MLBPA picks up a win, awful uniforms will see changes

And the Players Association would like everyone to know Fanatics wasn’t the issue here.

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Not every labor win has to wait for bargaining. Take the recent issue with MLB’s uniforms, for instance: in short, they’re terrible, and now they’ll be fixed. The when of that is a bit more up in the air — according to ESPN’s Jeff Passan, it’ll be early 2025 at the latest — but hey. The players won, despite the defense of MLB this spring basically being a gaslighting, “no, we’ve always been able to see your balls.”

It’s not just that the fabric was see through, either. Pants and tops didn’t match. The lettering on the jerseys was small, and looked like it belonged on children’s replica jerseys. The pants would rip at seemingly the drop of a hat. The supposedly breathable fabric of the new-style jerseys resulted in a lot of pictures of players absolutely dripping with sweat from games played during the coldest part of the season. It was all a terrible experiment in… well, in who knows what, really. The kind of innovation companies always looking to make more money or cut costs play around with, that results in messing with what already works in a way that makes it worse? The Google, if you would. Nike didn’t need to do any of what they did here, with the players even warning them they didn’t like the directions they were taking, and yet, here we are.

One thing I find a little fascinating in Passan’s piece is a bit about Fanatics, who has taken the brunt of the punishment from fans about the uniforms:

The union also absolved Fanatics, the manufacturer of the uniform that has received the majority of public scorn for the uniform mess, saying the company “recognizes the vital importance of soliciting Player feedback, obtaining Player buy-in and not being afraid to have difficult conversations about jerseys or trading cards. Our hope is that, moving forward, Nike will take a similar approach.”

I find it fascinating for a few reasons. For one, we know that Fanatics is a garbage company that makes garbage products. They might not be the reason that the uniforms made for the 2024 season are bad, with Nike’s meddling being the issue, but please, find me a regular person who actually likes any of what Fanatics is doing with cards or merchandise, and not just some other person or company who is aligned with them financially. Listen, I had a tweet go semi-viral making fun of Fanatics just last week, and it took until half-a-million people had seen it before one person even stepped up in their defense. Do you know how difficult it is to find any subject in which some social media scold won’t immediately pipe up in the defense of a thing that objectively sucks?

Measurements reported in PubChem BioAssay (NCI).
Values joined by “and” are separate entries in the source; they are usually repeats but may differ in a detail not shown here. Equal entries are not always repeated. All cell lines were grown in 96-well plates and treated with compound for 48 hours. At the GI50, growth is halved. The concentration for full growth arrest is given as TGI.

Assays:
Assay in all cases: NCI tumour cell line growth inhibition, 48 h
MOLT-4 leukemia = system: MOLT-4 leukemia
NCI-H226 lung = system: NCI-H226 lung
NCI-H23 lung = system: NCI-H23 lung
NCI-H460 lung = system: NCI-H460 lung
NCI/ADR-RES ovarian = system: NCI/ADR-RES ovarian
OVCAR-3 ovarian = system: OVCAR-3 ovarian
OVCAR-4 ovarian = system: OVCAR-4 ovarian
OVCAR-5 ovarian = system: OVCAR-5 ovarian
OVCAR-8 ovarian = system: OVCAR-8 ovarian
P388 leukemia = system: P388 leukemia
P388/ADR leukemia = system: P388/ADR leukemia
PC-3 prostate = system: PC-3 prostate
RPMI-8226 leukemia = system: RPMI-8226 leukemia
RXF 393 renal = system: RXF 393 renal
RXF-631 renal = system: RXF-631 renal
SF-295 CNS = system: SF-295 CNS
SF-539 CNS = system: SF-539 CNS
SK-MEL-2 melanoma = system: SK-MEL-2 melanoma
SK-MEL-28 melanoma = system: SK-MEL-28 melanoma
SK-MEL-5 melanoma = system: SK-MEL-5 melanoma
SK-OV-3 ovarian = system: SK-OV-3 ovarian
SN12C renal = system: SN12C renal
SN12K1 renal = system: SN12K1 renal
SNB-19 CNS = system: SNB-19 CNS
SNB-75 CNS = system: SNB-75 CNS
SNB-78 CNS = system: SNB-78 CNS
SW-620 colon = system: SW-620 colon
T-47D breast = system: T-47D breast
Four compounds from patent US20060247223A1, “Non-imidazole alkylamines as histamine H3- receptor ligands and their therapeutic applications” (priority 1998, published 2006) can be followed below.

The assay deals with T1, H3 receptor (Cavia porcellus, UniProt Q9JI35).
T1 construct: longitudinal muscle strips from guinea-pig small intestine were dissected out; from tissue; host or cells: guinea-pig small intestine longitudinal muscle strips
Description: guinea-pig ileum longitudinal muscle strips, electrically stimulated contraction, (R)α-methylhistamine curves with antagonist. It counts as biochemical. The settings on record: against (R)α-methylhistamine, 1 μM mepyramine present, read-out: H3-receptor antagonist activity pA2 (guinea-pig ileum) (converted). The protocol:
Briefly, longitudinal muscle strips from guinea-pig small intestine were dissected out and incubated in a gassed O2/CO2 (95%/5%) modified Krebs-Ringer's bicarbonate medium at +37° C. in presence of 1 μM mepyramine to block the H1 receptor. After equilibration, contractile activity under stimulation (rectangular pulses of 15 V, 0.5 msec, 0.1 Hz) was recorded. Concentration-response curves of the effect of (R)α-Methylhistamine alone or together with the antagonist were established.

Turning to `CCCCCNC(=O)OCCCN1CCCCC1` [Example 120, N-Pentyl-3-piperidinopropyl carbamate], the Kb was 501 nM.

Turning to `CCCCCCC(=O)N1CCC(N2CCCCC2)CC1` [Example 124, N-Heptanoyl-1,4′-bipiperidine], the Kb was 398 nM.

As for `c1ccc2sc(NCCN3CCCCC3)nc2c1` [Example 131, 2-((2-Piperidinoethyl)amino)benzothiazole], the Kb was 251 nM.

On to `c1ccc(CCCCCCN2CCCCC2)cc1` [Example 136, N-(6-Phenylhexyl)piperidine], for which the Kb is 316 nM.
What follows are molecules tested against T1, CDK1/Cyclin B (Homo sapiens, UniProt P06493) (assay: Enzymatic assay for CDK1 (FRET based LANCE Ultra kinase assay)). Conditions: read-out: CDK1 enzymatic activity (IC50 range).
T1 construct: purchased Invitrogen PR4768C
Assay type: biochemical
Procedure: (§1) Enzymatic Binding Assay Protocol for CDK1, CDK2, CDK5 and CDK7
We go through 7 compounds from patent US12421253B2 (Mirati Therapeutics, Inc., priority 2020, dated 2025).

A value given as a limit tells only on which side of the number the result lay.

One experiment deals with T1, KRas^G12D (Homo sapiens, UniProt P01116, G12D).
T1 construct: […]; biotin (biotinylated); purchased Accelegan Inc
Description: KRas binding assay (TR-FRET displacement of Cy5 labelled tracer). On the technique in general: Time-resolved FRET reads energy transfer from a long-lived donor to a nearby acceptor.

More seriously, this is not me saying that the PA is absolving Fanatics because they have not only licensing agreements with them but also a financial stake in Fanatics itself, but it’s still important to remember, just generally, that this is true. It’s important for both MLB and the MLBPA that Fanatics succeeds, so, with that in mind, taking the time to defend them in a memo makes a lot of sense. Again, I don’t think it’s some nefarious ploy, it just helps explain why they’d bother singling them out as innocent while laying all the blame at Nike’s feet. It’s a truth worth pointing out to them, in the financial sense.

Fanatics being innocent here is believable, even, but part of the reason they need defending is because they’re so disappointing just on a general basis. Of course people will assume they’re at fault for the uniform fiasco! Their reputation was in the pits even before we saw entire pant legs explode on slides or a dude’s entire genitals through the fabric of unexploded pants. This is the same company whose social media channels are mostly replies apologizing for the embarrassing quality of a piece of clothing shown in a customer’s photo. This is the same company that somehow managed to not have enough Caitlin Clark jerseys to meet demand for the night they were released, which should have been the easiest layup in the world. How many Caitlin Clark jerseys do you need for the WNBA’s draft night when they go on sale? Just keep ‘em coming, don’t stop making them — it’s not like her ultimate destination was a surprise, WNBA teams themselves were even promoting her being on the Indiana Fever with their ticket packages before it actually happened. Fanatics looked like a company completely unprepared for the moment, though, which, you know. That’s Fanatics.

They might be willing to listen to player feedback and engage in a more respectful partnership with leagues than Nike, and that’s commendable given how Nike goes about their business. But at the end of the day, they’re still Fanatics. And the fact everyone seems to just be stuck with them is a shame, because it’s not just the player uniforms that are an embarrassment for the league.

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